North American Power Plants


The fossil fuel electricity generation sector is an important component of North America’s economy and provides an indispensable commodity. However, this sector is one of the major contributors to atmospheric pollutants in the region, including criteria air contaminants such as sulfur dioxide, nitrogen oxides, and particulate matter; and greenhouse gases such as carbon dioxide and methane.

Depending on the fuel used, power plants can also release trace metals such as mercury. There is growing concern about the effects of these pollutants on our local and global environments.

Each of the three North American countries has a unique profile involving private and/or public ownership of electric utilities, combinations of electricity generation technologies, and differences in fuel availability and usage. Interdependencies also exist among and within the three countries, not only in terms of electricity imports and exports to meet energy demand, but also in terms of the production and management of power plant emissions.

Because of these interdependencies, communities and governments across North America can benefit from adopting a regional approach and collaboratively exploring ways to minimize pollution from this sector. The Commission for Environmental Cooperation of North America (CEC) Council directive to promote greater exchange of environmental information of interest to the region led to the adoption of Council Resolution 01-05 (29 June 2001) to promote the comparability of air emissions inventories in North America. In the resolution, the Council called upon the CEC to produce periodic reports summarizing publicly available information from North American air emissions inventories, including greenhouse gases. The 2007 CEC Ministerial Statement reasserted this directive.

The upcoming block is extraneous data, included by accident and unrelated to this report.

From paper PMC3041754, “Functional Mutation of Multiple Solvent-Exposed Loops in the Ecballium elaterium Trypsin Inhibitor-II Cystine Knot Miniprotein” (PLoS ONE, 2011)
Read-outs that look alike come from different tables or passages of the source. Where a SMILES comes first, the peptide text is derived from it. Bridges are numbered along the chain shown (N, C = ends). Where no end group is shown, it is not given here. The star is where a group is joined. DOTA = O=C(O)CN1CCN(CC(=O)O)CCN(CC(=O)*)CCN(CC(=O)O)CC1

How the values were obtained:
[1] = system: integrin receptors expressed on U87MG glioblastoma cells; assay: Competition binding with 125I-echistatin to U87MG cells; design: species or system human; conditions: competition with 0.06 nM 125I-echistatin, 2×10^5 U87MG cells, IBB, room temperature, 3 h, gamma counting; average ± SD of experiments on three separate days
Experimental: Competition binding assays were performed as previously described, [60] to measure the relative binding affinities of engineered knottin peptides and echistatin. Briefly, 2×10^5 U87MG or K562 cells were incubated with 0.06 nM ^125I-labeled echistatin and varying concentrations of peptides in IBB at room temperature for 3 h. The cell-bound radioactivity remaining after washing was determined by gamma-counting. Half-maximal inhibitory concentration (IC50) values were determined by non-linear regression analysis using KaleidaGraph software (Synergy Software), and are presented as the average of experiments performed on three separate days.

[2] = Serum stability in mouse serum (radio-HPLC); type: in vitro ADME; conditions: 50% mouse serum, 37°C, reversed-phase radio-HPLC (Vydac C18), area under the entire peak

In 2004 the first “North American Power Plant Air Emissions” (NAPPAE) report [1] was released in which publicly available data on criteria air pollutants from power plants in North America for base year 2002 were compiled. That report was a North American milestone on the road to supporting trinational decision-making for reinforcing energy linkages among the three countries. The present report is a continuation of this ongoing effort by the CEC. Its aim is to present, in condensed form, updated, publicly available information on the release of specific air pollutants and greenhouse gases from individual plants burning fossil fuels for electricity generation in North America, in order to improve the data collected and increase the comparability and public availability of North American environmental information.

The most recent year for which data from the three countries were available at the time of writing was 2005; therefore, all the information presented in this report is for 2005 unless otherwise specified. Only public information is presented on facilities' installed capacity, electricity generation, technologies utilized, and fuels burned; in the absence of available data and where possible, estimates are calculated based on surrogate public information. The scope and level of information of the present report have increased since the 2004 edition, due to the recent availability of public data for emissions of methane (CH4), nitrous oxide (N2O) and particulate matter (PM). These were unavailable for the previous report, which was limited to the analysis of data for emissions of sulfur dioxide (SO2), nitrogen oxides (NOx), mercury (Hg) and carbon dioxide (CO2). The present report also covers a larger number of facilities than were included in the 2004 report, thereby offering a more complete picture of the contribution of each country to power plant air emissions across North America. Emissions and operational information on the facilities included in this report.

Through the presentation and analysis of the latest available data on the sources, types and amounts of pollutants generated in each of the three countries, this report can improve our understanding of North American power plant emissions and their associated environmental and human health impacts for the region, and support decision-making relative to reducing and preventing pollution from this sector.